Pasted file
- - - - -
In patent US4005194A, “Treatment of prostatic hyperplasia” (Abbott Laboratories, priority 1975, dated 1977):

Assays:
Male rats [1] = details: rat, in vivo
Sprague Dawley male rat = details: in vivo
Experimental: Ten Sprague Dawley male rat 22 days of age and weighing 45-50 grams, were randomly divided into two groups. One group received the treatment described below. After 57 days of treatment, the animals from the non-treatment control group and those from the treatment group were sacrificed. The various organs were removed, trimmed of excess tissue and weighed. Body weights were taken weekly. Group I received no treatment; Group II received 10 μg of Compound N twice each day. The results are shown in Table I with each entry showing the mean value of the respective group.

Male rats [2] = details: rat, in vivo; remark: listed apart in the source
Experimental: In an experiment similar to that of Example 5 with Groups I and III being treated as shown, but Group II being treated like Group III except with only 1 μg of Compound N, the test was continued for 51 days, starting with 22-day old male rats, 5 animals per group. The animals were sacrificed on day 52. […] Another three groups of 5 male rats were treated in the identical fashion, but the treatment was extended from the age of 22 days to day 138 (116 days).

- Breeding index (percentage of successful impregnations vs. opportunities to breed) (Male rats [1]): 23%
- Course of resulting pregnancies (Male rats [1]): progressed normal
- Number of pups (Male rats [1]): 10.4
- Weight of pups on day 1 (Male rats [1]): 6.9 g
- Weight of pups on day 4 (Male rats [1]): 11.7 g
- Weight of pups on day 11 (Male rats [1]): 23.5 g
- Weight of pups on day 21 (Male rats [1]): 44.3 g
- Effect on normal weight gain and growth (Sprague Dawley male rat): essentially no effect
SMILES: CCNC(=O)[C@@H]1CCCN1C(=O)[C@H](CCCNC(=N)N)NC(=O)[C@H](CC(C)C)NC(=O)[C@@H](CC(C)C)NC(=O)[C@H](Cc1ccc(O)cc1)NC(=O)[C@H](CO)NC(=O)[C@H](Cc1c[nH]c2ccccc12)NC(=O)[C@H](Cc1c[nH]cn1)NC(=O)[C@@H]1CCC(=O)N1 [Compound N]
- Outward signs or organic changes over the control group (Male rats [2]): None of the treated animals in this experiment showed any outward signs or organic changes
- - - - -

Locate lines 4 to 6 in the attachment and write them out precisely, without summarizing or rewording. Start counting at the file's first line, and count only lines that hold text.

Sprague Dawley male rat = details: in vivo
Experimental: Ten Sprague Dawley male rat 22 days of age and weighing 45-50 grams, were randomly divided into two groups. One group received the treatment described below. After 57 days of treatment, the animals from the non-treatment control group and those from the treatment group were sacrificed. The various organs were removed, trimmed of excess tissue and weighed. Body weights were taken weekly. Group I received no treatment; Group II received 10 μg of Compound N twice each day. The results are shown in Table I with each entry showing the mean value of the respective group.

Male rats [2] = details: rat, in vivo; remark: listed apart in the source